Coronavirus and the car: the impact of COVID-19 on the automotive world

Posted by Ashley Karr on April 20, 2020

This is a repost of an article that originally appeared on our CarGurus blog.

Around the globe, many car factories continue to lay dormant as a result of the coronavirus crisis. Offices that would usually be occupied by staff managing all facets of the automotive trade, from parts acquisition to finance, are still empty. In many places—including the UK—dealerships have been shuttered, garages closed, and auctions silenced. Only limited services remain, to ensure those who need to stay mobile can.

This near shutdown of the global automotive industry, which began in earnest in March, has presented many with a rapidly changing and unpredictable situation. It’s resulted in dramatic and sweeping actions that have led businesses and private individuals alike into uncharted territory. This, coupled with continued unknowns about the new coronavirus itself, poses many questions for the future.

COVID-19 and car production

Unsurprisingly, such wide-ranging disruption has hit the automotive sector hard. Many manufacturers—including Ford, Nissan, Volkswagen, Toyota, Ferrari, Bentley, Mazda, and Aston Martin—have shut down production facilities and supporting infrastructure due to the need to ensure the safety of their workers.

The Society of Motoring Manufacturers and Traders (SMMT), which provides data and reports on UK car production and sales, has cast ominous warnings about upcoming figures. “Despite the myriad global challenges, the UK automotive industry has faced in recent times, it remains fundamentally strong and February’s figures reflect that,” says Mike Hawes, the chief executive of the SMMT. “However, these figures also reflect the calm before the storm; with UK car plants now effectively on national shutdown, and many global markets closed, the outlook is of deep concern.”

Financial turmoil

The ongoing suspension of production and sales will unquestionably result in financial turmoil, even for major organisations. Volkswagen, as a case in point, is still spending around £1.8 billion a week despite the closures. Herbert Diess, the company’s chief executive, explained in an interview on German channel ZDF that the company can sustain itself for a few months – but not forever.

Other companies, including Ford and General Motors, have been withdrawing, borrowing and collating funds and assets to help them survive for the duration. There will be other knock-on effects; affiliated companies will struggle as well, such as those producing parts for manufacturers, due to the closures. All could end up needing, should the shutdown continue for an extended period, significant financial aid.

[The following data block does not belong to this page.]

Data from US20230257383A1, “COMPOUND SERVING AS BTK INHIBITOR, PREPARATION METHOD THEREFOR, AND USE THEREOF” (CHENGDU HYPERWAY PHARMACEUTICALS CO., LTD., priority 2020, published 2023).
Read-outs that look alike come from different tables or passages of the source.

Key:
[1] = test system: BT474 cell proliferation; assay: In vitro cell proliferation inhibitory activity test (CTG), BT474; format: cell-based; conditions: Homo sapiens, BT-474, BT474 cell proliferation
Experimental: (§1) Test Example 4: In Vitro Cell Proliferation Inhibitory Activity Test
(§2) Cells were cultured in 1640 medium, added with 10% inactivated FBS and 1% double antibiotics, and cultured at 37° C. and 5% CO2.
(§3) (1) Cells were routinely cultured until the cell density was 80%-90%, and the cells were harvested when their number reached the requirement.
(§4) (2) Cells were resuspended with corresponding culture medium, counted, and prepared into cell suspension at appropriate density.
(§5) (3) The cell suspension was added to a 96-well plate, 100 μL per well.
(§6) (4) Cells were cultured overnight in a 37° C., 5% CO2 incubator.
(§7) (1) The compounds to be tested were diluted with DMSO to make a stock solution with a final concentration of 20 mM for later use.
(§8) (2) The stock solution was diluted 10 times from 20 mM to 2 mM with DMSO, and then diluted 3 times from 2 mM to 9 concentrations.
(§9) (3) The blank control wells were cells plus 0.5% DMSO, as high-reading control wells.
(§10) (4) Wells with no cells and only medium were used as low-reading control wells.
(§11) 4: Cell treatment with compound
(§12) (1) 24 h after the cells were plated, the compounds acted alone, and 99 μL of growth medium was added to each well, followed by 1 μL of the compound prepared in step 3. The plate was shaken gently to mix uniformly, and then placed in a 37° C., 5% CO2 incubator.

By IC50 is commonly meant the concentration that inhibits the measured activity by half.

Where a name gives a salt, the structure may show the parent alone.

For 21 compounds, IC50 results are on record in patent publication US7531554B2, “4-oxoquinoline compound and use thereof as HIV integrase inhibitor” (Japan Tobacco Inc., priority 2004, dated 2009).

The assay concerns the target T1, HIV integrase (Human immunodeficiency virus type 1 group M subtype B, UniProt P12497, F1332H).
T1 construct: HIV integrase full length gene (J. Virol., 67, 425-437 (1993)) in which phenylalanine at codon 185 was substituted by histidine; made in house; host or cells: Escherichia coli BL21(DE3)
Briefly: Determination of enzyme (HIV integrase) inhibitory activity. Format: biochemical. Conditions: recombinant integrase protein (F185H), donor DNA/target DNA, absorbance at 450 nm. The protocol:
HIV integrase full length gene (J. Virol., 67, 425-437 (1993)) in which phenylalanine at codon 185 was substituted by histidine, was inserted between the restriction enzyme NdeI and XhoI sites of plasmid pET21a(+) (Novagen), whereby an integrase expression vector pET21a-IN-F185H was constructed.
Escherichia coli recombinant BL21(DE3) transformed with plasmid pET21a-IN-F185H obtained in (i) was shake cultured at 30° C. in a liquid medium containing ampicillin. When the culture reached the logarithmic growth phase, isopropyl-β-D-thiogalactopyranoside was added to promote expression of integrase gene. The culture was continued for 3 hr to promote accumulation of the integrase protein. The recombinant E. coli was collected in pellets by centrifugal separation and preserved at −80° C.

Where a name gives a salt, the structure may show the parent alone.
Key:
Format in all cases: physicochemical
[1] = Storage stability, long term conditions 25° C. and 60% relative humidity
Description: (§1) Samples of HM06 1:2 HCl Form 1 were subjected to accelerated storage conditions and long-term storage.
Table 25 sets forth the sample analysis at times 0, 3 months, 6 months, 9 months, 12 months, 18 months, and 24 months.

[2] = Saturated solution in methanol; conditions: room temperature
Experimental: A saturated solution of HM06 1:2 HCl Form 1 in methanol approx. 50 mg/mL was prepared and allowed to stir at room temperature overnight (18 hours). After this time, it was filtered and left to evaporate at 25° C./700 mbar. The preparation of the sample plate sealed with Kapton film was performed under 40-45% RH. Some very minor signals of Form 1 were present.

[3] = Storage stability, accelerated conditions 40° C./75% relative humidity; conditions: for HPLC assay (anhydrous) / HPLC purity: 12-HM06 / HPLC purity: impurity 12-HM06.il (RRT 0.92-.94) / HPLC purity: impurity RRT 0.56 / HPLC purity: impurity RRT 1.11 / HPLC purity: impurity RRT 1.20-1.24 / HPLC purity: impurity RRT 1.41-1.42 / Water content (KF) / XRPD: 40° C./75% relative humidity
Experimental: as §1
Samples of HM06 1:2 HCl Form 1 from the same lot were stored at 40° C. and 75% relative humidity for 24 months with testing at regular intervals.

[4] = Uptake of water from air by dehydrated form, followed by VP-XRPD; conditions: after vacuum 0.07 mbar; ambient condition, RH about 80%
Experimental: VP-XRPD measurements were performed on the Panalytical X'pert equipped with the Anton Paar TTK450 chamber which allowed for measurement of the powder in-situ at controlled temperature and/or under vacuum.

“We wholeheartedly welcome government’s extraordinary package of emergency support for businesses and workers, but this must get through to businesses now,” says Hawes, speaking on the matter of the UK automotive industry. “If we’re to keep this sector alive and in a position to help Britain get back on its feet, we urgently need funding to be released, additional measures to ease pressure on cash flow and clarity on how employment support measures will work.”

It is not only the manufacturers and the supporting companies that are at risk. New car sales themselves have tumbled (March’s figures were down by 44.4% compared with a year ago), as all dealerships have been forced to shutter their showrooms due to the coronavirus-related closure of all non-essential retailers. China’s automotive market, which has reputedly already weathered the worst and has recently started to re-open factories, gives further indication as to what may happen elsewhere; in February, as people stayed home and dealerships fell silent, new car sales in the first two weeks dropped by 92% compared to last year’s results.

COVID-19 and the used car market

The used car market will also suffer; many auction houses have closed or gone online—while the inability to view many a used car will quell much of the activity in the private market. Some dealers are offering contactless services, such as virtual appointments and free home drop off, though, which will allow limited trade to continue.

What happens to values remains to be seen but the consensus appears that they will, in the short term at least, remain relatively steady—because the markets are effectively paused, with sellers and buyers simply sitting it out until the situation changes.

Only time will tell

The ramifications of the COVID-19 situation truly range far and wide. Time will ultimately tell as to what happens; for now, all we and those involved can do is follow official advice, look after those who need care and do our best to support hardworking and tireless medical staff. To them, we remain truly thankful.

Topics: covid-19, dealer insights, used car sales